What would a green wine discussion be without a pairing of wine with verde-colored victuals? For your St. Patty’s Day dining pleasure, here are some wines you can drink with your favorite emerald-toned comidas:

Green salad with avocados: Choose a lighter white wine such as a dry Riesling. The wine’s natural acidity will ‘cut’ the fat of the avocados.

Chile verde:  Here’s where a medium-bodied Zinfandel would complement the meat (and heat!) in this dish.

Green cupcakes: A sweet dessert wine would pair much better with green cupcakes than a pint o’ green Guiness. Just sayin’. Be  sure the wine is sweeter than the dessert. Go for a Moscato or a sparkling Brachetto.

5. If you really must go there…

I believe in freedom of choice, but I also believe that friends don’t let friends put green food coloring in white wine. Yes, that’s me editorializing. However you decide to celebrate St. Patrick’s Day, take this bit o’ wisdom to the pub with you on Saturday:

“Wine comes in at the mouth and love comes in at the eye; that’s all we shall know for truth…”

-William Butler Yeats, Irish playwright and poet

¡Mucho Gusto! Get to know Sauvignon Blanc

20 Feb

Happy almost-weekend, chicas y chicos! You may recall last month’s debut edition of ¡Mucho Gusto!, where I introduce you to a particular type of wine. For those of you who don’t speak Spanish, mucho gusto is what you say when you first meet someone. It’s like “nice to meet you,” but it would translate more directly as “with great pleasure.”

Gusto has many meanings, including “taste” and “flavor,” so consider ¡Mucho Gusto! a delectable play on words and a way to familiarize yourself with wine. So here we go…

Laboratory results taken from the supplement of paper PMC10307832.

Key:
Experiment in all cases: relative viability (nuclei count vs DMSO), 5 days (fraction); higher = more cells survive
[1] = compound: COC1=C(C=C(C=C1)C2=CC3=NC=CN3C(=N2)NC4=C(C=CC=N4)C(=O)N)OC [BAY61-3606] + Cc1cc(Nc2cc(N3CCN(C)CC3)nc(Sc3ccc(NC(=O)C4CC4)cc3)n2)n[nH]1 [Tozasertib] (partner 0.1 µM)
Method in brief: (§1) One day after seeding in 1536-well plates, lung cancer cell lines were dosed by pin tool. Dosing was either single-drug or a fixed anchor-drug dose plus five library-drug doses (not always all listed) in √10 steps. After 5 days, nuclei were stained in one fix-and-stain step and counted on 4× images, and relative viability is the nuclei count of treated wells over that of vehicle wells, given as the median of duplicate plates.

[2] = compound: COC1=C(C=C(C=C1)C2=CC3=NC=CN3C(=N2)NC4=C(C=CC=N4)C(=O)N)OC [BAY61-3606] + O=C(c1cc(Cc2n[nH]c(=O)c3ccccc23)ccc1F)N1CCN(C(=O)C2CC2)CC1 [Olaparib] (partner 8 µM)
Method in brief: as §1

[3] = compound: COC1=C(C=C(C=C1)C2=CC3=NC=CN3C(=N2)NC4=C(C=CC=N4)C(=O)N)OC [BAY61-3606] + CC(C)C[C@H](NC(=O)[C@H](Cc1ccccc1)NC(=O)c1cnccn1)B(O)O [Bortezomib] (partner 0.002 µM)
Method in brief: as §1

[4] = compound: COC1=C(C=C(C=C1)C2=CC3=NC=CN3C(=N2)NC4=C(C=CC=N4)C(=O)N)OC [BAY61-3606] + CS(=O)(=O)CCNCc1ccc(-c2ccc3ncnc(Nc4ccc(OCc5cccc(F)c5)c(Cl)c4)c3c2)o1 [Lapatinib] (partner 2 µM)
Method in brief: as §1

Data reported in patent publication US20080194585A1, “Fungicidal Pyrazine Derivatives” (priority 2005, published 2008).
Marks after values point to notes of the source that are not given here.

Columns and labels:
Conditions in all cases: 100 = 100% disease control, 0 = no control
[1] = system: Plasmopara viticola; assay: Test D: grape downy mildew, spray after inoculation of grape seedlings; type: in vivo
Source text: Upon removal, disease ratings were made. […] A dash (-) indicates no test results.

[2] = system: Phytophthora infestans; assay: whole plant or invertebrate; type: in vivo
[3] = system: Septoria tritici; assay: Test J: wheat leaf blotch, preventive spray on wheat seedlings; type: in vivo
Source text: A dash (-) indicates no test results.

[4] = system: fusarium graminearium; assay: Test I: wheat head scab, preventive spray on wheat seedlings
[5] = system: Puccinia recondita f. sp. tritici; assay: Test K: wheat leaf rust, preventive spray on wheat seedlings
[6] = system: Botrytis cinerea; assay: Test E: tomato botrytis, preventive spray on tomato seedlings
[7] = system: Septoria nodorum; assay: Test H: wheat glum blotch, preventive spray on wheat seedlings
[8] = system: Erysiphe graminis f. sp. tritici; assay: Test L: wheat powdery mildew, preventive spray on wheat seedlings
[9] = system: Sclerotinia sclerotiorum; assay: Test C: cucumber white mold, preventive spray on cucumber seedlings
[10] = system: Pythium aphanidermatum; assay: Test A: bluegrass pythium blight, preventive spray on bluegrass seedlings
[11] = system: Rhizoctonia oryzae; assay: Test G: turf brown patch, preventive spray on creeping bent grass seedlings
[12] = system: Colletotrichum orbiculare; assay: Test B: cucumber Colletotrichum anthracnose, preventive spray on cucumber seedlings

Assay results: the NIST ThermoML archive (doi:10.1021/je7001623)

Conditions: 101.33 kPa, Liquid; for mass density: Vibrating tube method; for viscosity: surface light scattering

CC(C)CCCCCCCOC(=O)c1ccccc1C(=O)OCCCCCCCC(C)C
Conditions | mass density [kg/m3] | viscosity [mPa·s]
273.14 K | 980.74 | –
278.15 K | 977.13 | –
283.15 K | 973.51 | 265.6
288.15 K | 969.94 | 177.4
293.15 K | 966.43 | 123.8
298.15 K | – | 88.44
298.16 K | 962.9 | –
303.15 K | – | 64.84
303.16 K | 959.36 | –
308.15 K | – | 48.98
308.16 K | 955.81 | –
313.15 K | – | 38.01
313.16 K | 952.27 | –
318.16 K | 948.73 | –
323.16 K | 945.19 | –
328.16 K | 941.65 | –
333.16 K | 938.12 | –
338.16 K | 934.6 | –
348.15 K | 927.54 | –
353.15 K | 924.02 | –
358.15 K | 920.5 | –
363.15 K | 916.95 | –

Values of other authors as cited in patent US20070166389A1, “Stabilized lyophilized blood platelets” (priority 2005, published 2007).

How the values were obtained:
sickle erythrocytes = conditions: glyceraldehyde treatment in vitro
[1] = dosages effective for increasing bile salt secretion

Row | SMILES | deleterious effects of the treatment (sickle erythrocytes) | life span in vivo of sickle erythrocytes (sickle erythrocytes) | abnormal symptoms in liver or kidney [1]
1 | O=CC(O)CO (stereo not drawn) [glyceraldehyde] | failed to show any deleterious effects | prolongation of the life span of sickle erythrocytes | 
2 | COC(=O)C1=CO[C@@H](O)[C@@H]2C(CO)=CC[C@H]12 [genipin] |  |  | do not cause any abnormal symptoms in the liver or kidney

Sauvignon Blanc from New Zealand, Chile, California and France.

Sauvignon Blanc from New Zealand, Chile, California and France.

HOLA, ME LLAMO: Sauvignon Blanc is a white wine.

MY ROOTS: Sauvignon Blanc was born in France’s Bordeaux region. A bit of trivia – the grape variety hooked up with Cabernet Franc sometime in the 1700s and the result was Cabernet Sauvignon. Today, Sauvignon Blanc continues to thrive in Bordeaux. Because French wines are geographically labeled and not named for the actual grape, “Sancerre” and “Pouilly-Fumé” are 100 percent Sauvignon Blanc wines. Sauvignon Blanc was planted in other countries including New Zealand, the U.S. (California), Chile, Australia and Italy. Robert Mondavi coined the name Fumé Blanc, so if you see this on the grocery store shelf, it’s Sauvignon Blanc.

ALL ABOUT ME: Sauvignon Blanc is a dry wine made from an aromatic grape, hence its distinctive aroma. You may get nectarines, white peach, grapefruit, grass and herbs, gooseberries, and believe it or not, kitty pee. French Sauvignon Blanc may also display a flinty, gravelly minerality. Most Sauvignon Blanc is stainless-steel fermented, so you won’t get the woodsy, oaky notes you’d find in Chardonnay.  It’s also known for its refreshing, crisp acidity.

FOODS I LOVE: You can’t go wrong with Sauvignon Blanc and seafood. The wine’s crispness complements the buttery texture of white fish and scallops. I’ve had it with oysters and it’s to-die-for amazing. Sauvignon Blanc is the ideal wine for vegetarian dishes. This is a great wine for salads, since the herb notes of the wine will match the crisp greens in the salad and the acidity matches vinaigrette dressing. For some Latin flair, pair Sauvingon Blanc with guacamole (the acidity of the wine “cuts” the creaminess of the guac) and spicy dishes like enchiladas and chile relleno. I love Sauvignon Blanc with Peruvian arroz con pollo (chicken in a cilantro sauce).

DO TRY THIS AT HOME:  The beauty of Sauvignon Blanc is that you don’t have to break the bank to enjoy it. You can get a good bottle for $10 – $20. Of course, you can pay upwards of $150 for a classified Bordeaux blend. Some well-regarded labels include: Cloudy Bay, Kim Crawford and Matua Valley from New Zealand; Laville Haut-Brion, Alphonse Mellot and Pascal Jolivet from France; St. Supéry, Kunde and Matanzas Creek from California; Montes, Concha y Toro and Viña Leyda from Chile.

So here’s wishing you ¡Mucho Gusto! as you get to know Sauvignon Blanc. Until next time…

¡Salud!